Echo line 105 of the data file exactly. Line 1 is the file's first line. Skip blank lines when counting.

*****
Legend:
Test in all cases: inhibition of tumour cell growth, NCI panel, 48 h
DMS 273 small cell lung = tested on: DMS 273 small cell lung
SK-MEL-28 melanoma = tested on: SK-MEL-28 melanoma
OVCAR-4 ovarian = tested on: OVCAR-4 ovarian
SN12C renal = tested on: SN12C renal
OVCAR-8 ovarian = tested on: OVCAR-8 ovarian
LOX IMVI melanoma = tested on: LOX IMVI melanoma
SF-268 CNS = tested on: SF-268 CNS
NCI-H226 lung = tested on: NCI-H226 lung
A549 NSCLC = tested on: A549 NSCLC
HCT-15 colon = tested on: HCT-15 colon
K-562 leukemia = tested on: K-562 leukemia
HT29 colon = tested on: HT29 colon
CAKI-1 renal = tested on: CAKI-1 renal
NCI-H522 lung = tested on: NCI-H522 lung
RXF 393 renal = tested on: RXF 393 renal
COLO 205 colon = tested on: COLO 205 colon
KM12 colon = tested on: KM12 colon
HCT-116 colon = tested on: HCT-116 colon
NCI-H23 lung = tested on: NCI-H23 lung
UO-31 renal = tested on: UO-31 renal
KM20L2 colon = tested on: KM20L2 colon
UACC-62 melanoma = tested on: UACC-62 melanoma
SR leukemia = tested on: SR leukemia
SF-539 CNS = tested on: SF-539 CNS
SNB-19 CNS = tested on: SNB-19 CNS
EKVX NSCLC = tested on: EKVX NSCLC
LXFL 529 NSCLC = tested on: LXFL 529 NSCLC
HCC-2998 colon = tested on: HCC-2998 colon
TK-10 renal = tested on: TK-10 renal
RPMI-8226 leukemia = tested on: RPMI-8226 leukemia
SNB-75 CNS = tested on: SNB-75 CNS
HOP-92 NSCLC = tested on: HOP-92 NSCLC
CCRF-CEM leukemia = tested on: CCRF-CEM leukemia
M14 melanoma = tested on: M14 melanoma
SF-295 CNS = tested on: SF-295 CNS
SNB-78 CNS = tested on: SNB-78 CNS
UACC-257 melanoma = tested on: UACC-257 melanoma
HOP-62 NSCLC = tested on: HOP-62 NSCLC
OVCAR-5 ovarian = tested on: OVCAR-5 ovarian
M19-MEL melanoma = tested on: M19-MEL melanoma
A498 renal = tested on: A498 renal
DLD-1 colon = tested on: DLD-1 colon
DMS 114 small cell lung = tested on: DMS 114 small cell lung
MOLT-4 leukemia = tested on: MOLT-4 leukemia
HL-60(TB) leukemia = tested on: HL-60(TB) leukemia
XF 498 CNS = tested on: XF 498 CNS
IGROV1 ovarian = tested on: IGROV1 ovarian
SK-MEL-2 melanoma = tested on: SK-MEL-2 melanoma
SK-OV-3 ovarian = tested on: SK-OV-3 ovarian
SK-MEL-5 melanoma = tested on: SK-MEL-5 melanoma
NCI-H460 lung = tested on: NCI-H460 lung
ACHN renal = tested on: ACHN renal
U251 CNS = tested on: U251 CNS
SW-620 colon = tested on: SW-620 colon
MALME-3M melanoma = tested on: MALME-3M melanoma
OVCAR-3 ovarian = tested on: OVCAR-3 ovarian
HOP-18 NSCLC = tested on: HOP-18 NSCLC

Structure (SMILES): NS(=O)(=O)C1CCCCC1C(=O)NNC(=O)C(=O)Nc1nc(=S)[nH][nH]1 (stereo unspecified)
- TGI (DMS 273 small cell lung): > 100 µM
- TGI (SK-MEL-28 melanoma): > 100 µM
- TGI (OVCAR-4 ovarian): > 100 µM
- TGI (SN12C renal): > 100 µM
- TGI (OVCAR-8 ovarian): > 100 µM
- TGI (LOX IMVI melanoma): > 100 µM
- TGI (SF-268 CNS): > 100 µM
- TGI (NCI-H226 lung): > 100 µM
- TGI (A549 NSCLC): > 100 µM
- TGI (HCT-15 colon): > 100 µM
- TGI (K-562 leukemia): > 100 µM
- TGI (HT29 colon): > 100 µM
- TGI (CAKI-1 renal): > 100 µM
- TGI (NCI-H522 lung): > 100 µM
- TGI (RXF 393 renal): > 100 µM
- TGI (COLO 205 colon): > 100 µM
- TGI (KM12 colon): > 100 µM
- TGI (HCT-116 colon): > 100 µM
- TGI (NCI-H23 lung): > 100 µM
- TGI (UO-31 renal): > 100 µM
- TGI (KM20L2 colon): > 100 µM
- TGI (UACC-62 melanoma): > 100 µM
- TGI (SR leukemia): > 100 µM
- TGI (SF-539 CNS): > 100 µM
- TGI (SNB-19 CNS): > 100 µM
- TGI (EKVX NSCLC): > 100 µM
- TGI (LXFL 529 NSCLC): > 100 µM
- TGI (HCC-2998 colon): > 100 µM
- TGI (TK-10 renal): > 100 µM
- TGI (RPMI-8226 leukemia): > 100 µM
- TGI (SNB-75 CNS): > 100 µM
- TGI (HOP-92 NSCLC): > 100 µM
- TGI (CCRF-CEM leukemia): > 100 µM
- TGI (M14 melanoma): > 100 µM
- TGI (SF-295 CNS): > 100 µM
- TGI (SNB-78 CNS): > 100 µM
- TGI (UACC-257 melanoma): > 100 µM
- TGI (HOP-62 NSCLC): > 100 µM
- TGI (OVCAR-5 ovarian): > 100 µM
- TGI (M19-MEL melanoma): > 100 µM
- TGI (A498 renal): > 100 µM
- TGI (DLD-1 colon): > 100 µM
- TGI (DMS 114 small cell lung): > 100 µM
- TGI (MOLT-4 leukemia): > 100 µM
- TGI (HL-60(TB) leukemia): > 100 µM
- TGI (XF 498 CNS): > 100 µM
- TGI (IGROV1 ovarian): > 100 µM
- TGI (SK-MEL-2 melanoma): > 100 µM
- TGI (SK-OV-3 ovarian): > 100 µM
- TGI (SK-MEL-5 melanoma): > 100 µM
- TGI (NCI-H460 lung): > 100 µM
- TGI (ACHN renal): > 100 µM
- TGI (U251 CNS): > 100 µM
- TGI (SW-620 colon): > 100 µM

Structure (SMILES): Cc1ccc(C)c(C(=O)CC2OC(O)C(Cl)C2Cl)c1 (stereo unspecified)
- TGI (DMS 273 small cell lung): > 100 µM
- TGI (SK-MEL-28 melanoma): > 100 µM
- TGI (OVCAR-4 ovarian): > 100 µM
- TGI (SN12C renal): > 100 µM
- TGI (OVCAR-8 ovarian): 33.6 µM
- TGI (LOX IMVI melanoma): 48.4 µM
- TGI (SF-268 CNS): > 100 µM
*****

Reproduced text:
- TGI (HL-60(TB) leukemia): > 100 µM